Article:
Last week, Archbishop Dolan joined an interfaith, interracial group of New Yorkers and the Chiaroscuro Foundation to decry the recently released NY City Department of Vital Statistics data that show 41% of all pregnancies in New York City in 2009 ended in abortion. For blacks, that number is 60%.
I was fortunate enough to have been invited and to be present at this historic New York event, held at the Penn Club of New York. I sat ten feet away from my Archbishop as he uttered the following scalding words:
“This is the first time in my happy 21 months as a New Yorker that I am embarrassed to be one. This New York community, which prides itself on its gritty sensitivity to those in need, is tragically letting down the tiniest most fragile and vulnerable, the little baby in the womb. We’ve got to do more than shiver over these chilling statistics. I invite all to come together to make abortion rare.”
His claim of embarrassment stunned all who heard it. After less than two years, this midwesterner whom we welcomed with open arms is embarrassed to be one of us.
I know how he feels. I’m a native New Yorker, and I feel deep shame over these numbers.
We New Yorkers pride ourselves on our sophistication and cutting-edge progressiveness, on our cultural diversity and unparalleled density of colleges, universities, museums, and other cultural meccas. We love being the giants that we believe ourselves to be in so many areas.
It’s the pride that goeth before the fall.
These abortion statistics have brought us low, and revealed the dark residue of racism that lurks within. The journalists present were not their smarmy New York selves. They didn’t know how to respond. They were disquieted. Every heart in the room hearing of these data for the first time must have sounded like so many Germans after World War II, when they swore that they had no idea of the mass murder happening right under their noses.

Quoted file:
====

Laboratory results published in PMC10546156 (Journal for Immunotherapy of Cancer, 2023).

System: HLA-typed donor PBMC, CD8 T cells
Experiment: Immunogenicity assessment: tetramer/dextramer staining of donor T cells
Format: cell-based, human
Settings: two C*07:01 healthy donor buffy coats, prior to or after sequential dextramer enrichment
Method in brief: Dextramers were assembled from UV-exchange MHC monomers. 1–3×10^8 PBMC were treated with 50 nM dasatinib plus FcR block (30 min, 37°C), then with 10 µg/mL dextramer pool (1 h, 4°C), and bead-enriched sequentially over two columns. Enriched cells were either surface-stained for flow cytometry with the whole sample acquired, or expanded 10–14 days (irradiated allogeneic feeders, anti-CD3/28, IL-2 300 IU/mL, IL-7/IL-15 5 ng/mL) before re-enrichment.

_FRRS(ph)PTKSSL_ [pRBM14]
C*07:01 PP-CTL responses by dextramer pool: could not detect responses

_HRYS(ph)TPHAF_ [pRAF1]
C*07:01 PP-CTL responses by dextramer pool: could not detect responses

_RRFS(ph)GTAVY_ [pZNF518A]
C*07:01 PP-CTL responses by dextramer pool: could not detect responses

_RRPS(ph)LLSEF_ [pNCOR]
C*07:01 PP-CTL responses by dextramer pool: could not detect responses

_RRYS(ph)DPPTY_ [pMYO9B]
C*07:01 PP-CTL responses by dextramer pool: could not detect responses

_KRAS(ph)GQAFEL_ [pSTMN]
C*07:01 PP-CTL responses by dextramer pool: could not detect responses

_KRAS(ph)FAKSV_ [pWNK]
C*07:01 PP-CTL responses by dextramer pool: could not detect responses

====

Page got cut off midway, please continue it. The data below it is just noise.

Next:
My Archbishop is embarrassed, but I am ashamed.
I am ashamed that I didn’t get involved sooner, that I often lacked the courage to speak out, that I allowed myself to be ridiculed into embarrassed silence when I did.
I am ashamed that I bought into the lie that pro-life candidates only matter at the national level, and that I have in the past voted for several pro-choice candidates locally.
I am ashamed that I didn’t always speak up in defense of my bishops when they were ridiculed for speaking up in defense of life.
I am ashamed that I didn’t take seriously the talk of black genocide years and years ago when I first heard it, thinking it to be inflammatory rabble-rousing. But the Vital Statistics tell the story of 79% of all abortions happening to black and Hispanic babies, with Planned Parenthood running 78% of their “clinics” in inner-city neighborhoods.
Archbishop Dolan has every right to feel embarrassed, but every native New Yorker who has turned a blind eye, and that includes me, ought to feel the white-hot heat of shame at 4.3 million abortions in 40 years, 3.3 million of them among blacks and Hispanics.
What good are all of those Universities, museums, and concert halls when the streets run with the blood of innocents on a scale so vast that it beggars the imagination? If we, the most educated, the professors, will not raise our voices in alarm and disgust at these appalling numbers, then what does our scholarship avail civilization?
Is civilization only to be the province of a racial elite?
I didn’t sign on for that when I began graduate school, which brings me to the deepest shame of all.
My discipline, Molecular Biology, is leading the technological innovations advancing the Culture of Death: In Vitro Fertilization, genetic screening leading to abortion, embryonic stem cell research, and cloning. Most in my field despise the pro-life movement.
If any are inclined to upbraid Archbishop Dolan for his embarrassment at being a New Yorker, they had better rank up there with Mother Theresa of Calcutta, otherwise, they had best button their lips and take a long, hard look in the mirror.
In Genesis 4:10, after Cain slays his brother Abel we read:
“The LORD said, ‘What have you done? Listen! Your brother’s blood cries out to me from the ground.’ “
What of the blood of 4.3 million in our city?
I’m surprised we can hear anything else at all.